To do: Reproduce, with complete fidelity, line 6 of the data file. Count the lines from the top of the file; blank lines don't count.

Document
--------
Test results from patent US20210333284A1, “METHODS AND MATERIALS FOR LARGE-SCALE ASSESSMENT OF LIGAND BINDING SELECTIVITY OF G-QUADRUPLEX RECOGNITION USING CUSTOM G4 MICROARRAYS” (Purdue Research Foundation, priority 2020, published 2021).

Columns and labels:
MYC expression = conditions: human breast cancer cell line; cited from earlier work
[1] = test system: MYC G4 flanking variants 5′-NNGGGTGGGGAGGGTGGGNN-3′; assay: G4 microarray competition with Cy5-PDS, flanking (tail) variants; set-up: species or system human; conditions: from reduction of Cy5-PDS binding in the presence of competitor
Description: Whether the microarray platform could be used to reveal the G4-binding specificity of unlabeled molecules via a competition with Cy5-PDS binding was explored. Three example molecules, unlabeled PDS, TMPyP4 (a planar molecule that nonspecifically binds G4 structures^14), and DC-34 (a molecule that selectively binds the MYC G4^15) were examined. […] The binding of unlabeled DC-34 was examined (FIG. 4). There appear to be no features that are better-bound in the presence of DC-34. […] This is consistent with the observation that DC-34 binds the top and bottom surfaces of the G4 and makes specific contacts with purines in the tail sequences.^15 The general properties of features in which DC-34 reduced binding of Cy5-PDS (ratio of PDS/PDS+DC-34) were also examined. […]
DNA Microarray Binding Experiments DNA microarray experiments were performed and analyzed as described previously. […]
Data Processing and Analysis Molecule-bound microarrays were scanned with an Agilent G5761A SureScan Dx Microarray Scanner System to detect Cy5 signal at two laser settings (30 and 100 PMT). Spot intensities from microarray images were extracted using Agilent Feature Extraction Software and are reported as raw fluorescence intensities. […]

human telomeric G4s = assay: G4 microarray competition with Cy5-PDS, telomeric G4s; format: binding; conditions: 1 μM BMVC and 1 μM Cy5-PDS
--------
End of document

DNA Microarray Binding Experiments DNA microarray experiments were performed and analyzed as described previously. […]